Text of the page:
It makes more sense that Rove indeed was correcting the erronous report that Wilson was authorized directly by Cheney and Tenet and simply said it was the wife with the credentials to do so.

I blame the press and you BIG-MOUTHS for telling the rest of the world.

And if it is the case--as alleged--that Rove's unnamed correction was identified by Novack as the "government agent" and caused spy operations on Saudi Arabia to be seriously compromised by the ensuing chain reaction, then it was just a fornicating mistake (i.e. a f**k up) that had unforeseen consequences, and now the administration is goingv through the typicl motions of damage control, which can resemble the roll call of the Keystone cops (which is comforting, as it proves they're not too slick at that sort of thing).

To characterize the slip in discretion as "Revenge" or "Treason" is characteristically way over-the-top.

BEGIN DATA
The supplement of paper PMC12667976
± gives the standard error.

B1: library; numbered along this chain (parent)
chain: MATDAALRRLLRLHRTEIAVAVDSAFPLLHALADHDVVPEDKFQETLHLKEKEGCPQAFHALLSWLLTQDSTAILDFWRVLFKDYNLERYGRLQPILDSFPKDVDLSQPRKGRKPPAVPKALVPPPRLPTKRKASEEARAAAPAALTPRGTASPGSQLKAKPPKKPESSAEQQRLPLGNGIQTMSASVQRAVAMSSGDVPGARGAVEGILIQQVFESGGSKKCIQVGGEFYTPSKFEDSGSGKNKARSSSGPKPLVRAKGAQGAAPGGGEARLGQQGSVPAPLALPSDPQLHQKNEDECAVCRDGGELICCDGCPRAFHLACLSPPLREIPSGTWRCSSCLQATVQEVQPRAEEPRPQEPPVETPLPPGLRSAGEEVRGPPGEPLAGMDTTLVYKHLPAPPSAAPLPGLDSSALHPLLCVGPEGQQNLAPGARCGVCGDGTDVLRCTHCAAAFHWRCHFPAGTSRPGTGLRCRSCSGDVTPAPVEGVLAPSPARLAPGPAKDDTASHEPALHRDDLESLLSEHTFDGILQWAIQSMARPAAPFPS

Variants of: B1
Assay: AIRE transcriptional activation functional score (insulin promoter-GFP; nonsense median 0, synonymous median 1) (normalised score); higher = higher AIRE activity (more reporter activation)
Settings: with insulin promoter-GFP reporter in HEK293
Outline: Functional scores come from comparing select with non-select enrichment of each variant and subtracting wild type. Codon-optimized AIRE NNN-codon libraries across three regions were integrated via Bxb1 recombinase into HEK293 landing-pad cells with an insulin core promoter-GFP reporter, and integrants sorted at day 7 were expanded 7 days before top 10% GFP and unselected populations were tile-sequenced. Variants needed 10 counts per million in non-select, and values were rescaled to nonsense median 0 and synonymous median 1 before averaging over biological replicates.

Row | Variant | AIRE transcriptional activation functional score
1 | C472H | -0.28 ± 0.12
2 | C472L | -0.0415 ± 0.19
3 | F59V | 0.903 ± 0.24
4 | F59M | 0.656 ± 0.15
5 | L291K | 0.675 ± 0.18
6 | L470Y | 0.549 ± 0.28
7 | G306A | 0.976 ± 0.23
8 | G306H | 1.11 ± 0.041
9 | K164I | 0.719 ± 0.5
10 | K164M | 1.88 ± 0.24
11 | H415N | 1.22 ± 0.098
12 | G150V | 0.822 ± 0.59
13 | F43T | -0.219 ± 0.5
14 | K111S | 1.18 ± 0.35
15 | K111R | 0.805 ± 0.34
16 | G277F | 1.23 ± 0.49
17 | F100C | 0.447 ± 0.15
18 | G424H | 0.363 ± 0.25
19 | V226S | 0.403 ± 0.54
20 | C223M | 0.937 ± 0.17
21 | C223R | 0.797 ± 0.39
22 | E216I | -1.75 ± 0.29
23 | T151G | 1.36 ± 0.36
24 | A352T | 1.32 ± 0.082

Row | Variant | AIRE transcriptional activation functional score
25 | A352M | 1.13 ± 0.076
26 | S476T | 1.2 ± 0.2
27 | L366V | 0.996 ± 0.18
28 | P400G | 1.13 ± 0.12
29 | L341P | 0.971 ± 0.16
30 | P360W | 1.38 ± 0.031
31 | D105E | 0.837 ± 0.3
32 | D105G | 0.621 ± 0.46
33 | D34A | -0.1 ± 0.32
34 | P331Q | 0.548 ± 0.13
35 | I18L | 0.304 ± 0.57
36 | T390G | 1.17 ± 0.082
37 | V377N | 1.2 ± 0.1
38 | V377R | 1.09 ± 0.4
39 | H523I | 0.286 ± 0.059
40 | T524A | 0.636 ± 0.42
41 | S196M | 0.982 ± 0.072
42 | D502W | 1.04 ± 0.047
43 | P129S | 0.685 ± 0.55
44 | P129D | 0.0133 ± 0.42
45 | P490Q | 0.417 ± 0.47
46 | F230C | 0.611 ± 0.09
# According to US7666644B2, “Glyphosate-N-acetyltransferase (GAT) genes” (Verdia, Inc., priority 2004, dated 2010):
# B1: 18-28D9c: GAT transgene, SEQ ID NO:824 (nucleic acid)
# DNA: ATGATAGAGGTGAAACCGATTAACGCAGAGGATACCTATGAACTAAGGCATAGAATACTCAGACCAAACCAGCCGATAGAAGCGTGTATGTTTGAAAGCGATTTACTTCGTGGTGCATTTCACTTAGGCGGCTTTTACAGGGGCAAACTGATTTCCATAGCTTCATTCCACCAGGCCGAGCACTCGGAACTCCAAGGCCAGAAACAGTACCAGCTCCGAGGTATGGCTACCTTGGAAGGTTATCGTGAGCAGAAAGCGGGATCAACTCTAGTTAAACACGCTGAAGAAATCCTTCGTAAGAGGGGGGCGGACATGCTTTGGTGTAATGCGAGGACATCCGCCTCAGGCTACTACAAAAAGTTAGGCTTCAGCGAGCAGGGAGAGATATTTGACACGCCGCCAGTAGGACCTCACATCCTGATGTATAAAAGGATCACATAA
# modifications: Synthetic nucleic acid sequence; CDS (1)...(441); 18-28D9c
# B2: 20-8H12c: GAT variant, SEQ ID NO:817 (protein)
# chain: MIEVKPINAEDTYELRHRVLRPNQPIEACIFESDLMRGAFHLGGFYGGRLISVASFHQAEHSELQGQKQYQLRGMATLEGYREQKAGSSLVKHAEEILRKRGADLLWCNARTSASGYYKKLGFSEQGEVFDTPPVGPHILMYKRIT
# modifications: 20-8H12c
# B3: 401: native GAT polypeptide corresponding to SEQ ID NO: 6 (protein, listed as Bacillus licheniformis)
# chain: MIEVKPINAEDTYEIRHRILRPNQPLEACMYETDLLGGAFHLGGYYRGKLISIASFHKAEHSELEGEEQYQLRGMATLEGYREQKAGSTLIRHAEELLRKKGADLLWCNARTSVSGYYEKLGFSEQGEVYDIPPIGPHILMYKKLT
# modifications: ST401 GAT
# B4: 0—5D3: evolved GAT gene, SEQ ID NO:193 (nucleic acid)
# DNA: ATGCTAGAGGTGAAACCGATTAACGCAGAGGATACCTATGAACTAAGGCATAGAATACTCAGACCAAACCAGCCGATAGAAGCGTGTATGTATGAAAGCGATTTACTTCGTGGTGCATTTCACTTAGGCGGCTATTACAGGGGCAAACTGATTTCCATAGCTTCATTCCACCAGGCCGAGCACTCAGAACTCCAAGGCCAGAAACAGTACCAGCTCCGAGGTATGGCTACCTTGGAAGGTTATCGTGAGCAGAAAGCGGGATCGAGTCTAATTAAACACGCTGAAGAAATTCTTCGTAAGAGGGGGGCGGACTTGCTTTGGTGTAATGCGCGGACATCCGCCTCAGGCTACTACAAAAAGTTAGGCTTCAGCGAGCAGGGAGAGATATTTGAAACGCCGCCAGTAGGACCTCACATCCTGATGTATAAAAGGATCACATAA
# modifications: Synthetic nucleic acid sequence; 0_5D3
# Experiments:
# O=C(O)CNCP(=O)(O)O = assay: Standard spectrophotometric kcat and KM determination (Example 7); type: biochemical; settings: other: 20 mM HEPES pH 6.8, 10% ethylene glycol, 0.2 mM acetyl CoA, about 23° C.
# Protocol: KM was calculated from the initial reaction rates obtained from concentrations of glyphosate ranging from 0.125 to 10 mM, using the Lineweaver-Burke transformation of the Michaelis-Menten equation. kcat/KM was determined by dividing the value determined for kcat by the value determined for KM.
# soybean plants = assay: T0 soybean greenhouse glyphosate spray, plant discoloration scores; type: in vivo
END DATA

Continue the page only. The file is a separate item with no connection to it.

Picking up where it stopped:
You guys are just mad because Rove recently ridiculed you as wimps (as well as orchestrating two electoral wins for Bush) and are just getting revenge by outing him.

Projection.

 
At 11:37 PM, Blogger John said...

And copeland, I'm still waiting to hear what crime Delay commited. As far "ethics" go (regarding the junkets), you know what they say about people living in glass houses.

Prove your integrity of principle by including Pelosi--for starters--in your harangues.

As for the Abramoff scam with Indian casinos, wupty s**t. Welcome to America.

 
At 11:39 PM, Blogger John said...

P.S. Well put, Gotham. You are being objective.

 
At 11:41 PM, Blogger John said...

...but I must insist that Bush and Clinton are different creatures.

 
At 12:20 AM, Blogger Gothamimage said...

Q. And do you stand by your pledge to fire anyone found to have done so?
A. Yes.

Is not Bush's "yes," enough. The fact that he was so clever as to not mention the F word himself, while indicating that 'fire' was what he meant, is a defense that that will make Lanny Davis (Bush's Yale fraternity brother and Clinton laywer) proud.

 
At 1:51 AM, Blogger Gothamimage said...

John, we disagree with you.

You wrote:

"I blame the press and you BIG-MOUTHS for telling the rest of the world"

We think that is wrong. Free press and free speech are not bad things.